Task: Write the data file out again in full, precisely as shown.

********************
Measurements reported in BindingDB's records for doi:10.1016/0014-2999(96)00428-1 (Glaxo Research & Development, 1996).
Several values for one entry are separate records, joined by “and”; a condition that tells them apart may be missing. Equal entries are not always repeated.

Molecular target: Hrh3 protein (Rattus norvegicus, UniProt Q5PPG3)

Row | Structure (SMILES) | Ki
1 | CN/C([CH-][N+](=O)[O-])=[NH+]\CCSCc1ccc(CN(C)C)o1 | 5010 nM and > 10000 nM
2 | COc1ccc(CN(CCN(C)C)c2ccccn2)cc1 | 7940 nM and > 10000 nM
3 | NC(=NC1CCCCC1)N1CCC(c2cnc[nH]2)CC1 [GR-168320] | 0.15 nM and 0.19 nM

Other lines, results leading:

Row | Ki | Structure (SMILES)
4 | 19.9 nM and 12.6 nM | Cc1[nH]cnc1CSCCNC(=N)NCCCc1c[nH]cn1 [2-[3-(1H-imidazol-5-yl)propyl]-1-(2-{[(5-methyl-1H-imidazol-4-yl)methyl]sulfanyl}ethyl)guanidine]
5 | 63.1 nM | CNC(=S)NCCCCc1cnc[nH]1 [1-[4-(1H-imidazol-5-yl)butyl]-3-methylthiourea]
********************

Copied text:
Measurements reported in BindingDB's records for doi:10.1016/0014-2999(96)00428-1 (Glaxo Research & Development, 1996).
Several values for one entry are separate records, joined by “and”; a condition that tells them apart may be missing. Equal entries are not always repeated.

Molecular target: Hrh3 protein (Rattus norvegicus, UniProt Q5PPG3)

Row | Structure (SMILES) | Ki
1 | CN/C([CH-][N+](=O)[O-])=[NH+]\CCSCc1ccc(CN(C)C)o1 | 5010 nM and > 10000 nM
2 | COc1ccc(CN(CCN(C)C)c2ccccn2)cc1 | 7940 nM and > 10000 nM
3 | NC(=NC1CCCCC1)N1CCC(c2cnc[nH]2)CC1 [GR-168320] | 0.15 nM and 0.19 nM

Other lines, results leading:

Row | Ki | Structure (SMILES)
4 | 19.9 nM and 12.6 nM | Cc1[nH]cnc1CSCCNC(=N)NCCCc1c[nH]cn1 [2-[3-(1H-imidazol-5-yl)propyl]-1-(2-{[(5-methyl-1H-imidazol-4-yl)methyl]sulfanyl}ethyl)guanidine]
5 | 63.1 nM | CNC(=S)NCCCCc1cnc[nH]1 [1-[4-(1H-imidazol-5-yl)butyl]-3-methylthiourea]